DO: Explain that enthusiastic consent has to be given from both parties: them and their partner.
DON’T: Forget to talk about the other important aspect of consent: how to give and respectfully receive a ‘no’.
DO: Explain the different options of hormonal and non-hormonal birth control options to children of all genders, not just girls.
DON’T: Presume that because your child is asking about going on hormonal contraception that they’re having or are about to have sex. Hormonal birth control can also be used to help with severe periods and acne, among other things.
DO: Explain that it’s always important to use condoms even if your child or their sexual partner is on hormonal contraception, as they will protect them from STIs.
DON’T: Forget to mention that condoms expire! They always need to check the label.
DO: Start talking about sex, consent, pleasure and safety from about 13 even if your child isn’t dating or showing an interest in dating anyone (that you know of!).
DON’T: Always use your child and their boyfriend/girlfriend/romantic interest as the example when chatting about these topics. Talking about peers, friends and other people more abstractly can take the pressure off.
Desire & pleasure
DO: Talk about how sex should be fun and pleasurable. If it isn’t, or especially if it hurts – that’s a sign that the timing/situation/person they’re with may not be right for them right now, or that they need to communicate better and take things slower.
DON’T: Presume your child will or won’t want to be having sex because of their gender. Some girls will really want to, and some boys won’t at all.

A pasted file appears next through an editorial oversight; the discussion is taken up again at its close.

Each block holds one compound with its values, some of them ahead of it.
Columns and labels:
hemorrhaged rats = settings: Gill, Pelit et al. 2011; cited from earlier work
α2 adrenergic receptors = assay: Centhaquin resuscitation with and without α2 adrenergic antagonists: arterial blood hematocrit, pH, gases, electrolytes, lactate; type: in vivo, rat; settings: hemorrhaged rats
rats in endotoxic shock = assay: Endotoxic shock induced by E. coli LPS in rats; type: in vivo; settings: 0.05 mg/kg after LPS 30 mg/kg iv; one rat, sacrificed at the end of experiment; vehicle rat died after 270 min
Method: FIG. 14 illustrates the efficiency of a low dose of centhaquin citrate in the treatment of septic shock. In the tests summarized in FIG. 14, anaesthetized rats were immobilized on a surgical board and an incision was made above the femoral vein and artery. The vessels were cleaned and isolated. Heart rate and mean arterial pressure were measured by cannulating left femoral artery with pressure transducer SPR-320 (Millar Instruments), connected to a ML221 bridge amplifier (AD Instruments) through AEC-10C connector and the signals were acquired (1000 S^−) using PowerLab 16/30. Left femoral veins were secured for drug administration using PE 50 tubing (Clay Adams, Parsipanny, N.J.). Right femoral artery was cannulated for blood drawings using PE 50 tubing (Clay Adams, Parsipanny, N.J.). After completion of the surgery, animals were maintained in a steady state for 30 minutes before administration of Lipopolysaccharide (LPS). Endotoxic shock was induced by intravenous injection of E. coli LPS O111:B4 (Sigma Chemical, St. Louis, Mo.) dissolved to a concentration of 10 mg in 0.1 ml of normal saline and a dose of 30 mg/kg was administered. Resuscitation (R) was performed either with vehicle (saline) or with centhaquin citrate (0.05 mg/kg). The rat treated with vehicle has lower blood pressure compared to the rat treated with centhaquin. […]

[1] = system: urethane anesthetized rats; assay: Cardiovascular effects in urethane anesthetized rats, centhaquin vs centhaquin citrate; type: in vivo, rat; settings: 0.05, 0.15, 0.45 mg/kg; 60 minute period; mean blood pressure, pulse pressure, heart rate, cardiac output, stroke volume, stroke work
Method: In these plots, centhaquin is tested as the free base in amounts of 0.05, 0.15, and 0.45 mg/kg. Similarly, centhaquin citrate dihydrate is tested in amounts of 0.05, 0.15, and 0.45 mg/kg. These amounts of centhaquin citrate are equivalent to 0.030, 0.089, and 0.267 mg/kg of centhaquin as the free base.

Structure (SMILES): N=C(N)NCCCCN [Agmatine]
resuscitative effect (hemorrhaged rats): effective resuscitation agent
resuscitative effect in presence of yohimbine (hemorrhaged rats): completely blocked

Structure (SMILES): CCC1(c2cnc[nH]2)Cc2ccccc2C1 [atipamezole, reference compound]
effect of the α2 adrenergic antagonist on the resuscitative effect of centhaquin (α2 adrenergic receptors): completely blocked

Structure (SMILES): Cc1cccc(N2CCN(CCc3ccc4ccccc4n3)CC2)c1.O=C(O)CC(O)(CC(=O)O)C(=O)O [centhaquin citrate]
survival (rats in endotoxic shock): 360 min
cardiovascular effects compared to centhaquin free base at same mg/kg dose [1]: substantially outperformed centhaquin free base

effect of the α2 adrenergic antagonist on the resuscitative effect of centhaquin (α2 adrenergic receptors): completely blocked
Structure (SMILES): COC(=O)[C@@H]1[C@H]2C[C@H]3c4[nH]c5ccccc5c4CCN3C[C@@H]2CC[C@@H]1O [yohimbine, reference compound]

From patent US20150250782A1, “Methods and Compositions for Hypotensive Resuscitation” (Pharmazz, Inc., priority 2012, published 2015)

DO: Talk about how sex is more than just penis-in-vagina intercourse, and so there are all kinds of ‘first times’ to be had (and can we all agree to scrap terms like ‘virginity’, ‘sexual debut’, ‘taking your flower’ and ‘popping the cherry’?).
DON’T: Put pressure on their first time(s) by saying it has to be special and with the perfect person. For many people this won’t be the case, and that’s okay.
DO: Talk about how sex comes with responsibility because of the risks involved, and they need to feel emotionally mature enough to handle those responsibilities.
DON’T: Try to use fear tactics to stop them from having sex. Definitely explain all the risks, but don’t deliberately try and scare them.
DO: Explain the risks that are involved with sexting, both socially and legally, but also that they can always talk to you and you’ll always support them if something happens.
DON’T: Take their phone away from them as punishment if you do find evidence or suspect that they’ve been sexting.
DO: Talk about how there can be a lot of pressure from peers and the media to be sexually active, but they should only ever do so if they want to – without coercion or external pressure. And that it’s okay to never want to have sex.
DON’T: We say don’t tell them that they shouldn’t or are banned from having sex until they’re a certain age (or married). At the end of the day, it should be their decision. However, we appreciate sometimes religion and culture can impact expectations with this.
‘Other’ sex acts
DO: Talk about how sex isn’t just penis-in-vagina intercourse (this is particularly important to make your child feel seen if they’re queer) and talk about ‘sex-lite’ options such as kissing or touching that they can do if they don’t feel ready for bigger acts.
DON’T: List all the other kinds of sexual acts they can do. They don’t need this information at a young age. That being said, you might want to talk about the rising pressures today to engage in things like oral and anal sex.